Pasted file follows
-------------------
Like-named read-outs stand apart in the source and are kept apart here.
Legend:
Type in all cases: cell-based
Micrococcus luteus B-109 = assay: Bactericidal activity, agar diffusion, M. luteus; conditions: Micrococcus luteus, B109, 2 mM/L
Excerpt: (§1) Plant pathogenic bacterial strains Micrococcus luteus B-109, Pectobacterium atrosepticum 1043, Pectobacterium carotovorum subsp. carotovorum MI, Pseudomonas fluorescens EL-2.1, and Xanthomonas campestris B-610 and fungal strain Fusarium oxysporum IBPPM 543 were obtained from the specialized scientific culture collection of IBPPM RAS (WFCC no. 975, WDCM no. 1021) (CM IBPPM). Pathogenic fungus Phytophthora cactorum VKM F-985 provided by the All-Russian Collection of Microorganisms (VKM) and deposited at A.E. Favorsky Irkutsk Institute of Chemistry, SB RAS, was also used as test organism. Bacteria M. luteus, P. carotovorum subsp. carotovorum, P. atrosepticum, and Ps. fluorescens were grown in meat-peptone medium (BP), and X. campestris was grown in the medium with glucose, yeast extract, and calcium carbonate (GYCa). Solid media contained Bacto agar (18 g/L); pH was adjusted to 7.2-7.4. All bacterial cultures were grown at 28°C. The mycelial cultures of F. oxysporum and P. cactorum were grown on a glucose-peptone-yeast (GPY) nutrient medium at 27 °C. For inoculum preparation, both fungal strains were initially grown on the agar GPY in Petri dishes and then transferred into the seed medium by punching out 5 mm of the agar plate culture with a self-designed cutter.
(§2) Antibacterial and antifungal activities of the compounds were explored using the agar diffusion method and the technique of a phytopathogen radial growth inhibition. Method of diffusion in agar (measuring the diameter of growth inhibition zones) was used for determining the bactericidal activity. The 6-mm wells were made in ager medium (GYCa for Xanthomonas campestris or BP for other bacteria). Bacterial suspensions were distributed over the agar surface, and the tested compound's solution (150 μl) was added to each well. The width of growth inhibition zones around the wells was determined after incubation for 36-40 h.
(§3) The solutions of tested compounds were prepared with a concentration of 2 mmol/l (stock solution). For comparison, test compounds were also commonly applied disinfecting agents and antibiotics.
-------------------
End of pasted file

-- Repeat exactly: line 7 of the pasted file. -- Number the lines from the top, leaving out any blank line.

(§3) The solutions of tested compounds were prepared with a concentration of 2 mmol/l (stock solution). For comparison, test compounds were also commonly applied disinfecting agents and antibiotics.